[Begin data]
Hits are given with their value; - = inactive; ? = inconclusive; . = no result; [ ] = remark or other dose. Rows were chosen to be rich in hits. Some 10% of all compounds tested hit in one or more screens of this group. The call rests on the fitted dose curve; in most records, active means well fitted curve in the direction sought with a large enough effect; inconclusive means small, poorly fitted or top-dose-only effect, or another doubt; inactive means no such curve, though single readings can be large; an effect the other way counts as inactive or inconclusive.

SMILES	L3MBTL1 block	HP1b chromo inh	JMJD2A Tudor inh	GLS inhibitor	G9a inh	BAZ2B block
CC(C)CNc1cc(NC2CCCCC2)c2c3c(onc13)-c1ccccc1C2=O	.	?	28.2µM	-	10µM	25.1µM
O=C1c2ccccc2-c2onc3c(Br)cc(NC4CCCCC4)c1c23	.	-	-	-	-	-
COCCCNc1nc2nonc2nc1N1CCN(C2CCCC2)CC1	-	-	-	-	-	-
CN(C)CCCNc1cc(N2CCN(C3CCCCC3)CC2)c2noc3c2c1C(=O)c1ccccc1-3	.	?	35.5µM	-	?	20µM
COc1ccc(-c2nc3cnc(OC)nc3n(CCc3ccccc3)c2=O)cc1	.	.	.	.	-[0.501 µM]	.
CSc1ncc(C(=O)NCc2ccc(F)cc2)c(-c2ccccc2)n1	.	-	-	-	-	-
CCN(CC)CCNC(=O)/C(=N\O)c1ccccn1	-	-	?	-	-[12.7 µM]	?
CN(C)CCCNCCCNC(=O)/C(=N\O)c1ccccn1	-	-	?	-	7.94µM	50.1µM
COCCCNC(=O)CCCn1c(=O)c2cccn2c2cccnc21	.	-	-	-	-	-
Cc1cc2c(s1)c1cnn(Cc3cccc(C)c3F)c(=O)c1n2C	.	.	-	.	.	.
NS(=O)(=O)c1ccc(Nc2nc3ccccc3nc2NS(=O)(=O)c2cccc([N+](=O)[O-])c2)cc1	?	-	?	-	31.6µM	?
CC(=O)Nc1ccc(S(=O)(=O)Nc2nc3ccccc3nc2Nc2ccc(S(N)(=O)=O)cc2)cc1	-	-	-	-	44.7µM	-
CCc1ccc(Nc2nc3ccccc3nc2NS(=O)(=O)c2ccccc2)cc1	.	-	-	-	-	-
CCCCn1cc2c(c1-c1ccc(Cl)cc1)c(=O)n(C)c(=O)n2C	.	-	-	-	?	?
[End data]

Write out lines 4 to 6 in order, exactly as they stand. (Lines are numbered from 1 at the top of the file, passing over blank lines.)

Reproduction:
O=C1c2ccccc2-c2onc3c(Br)cc(NC4CCCCC4)c1c23	.	-	-	-	-	-
COCCCNc1nc2nonc2nc1N1CCN(C2CCCC2)CC1	-	-	-	-	-	-
CN(C)CCCNc1cc(N2CCN(C3CCCCC3)CC2)c2noc3c2c1C(=O)c1ccccc1-3	.	?	35.5µM	-	?	20µM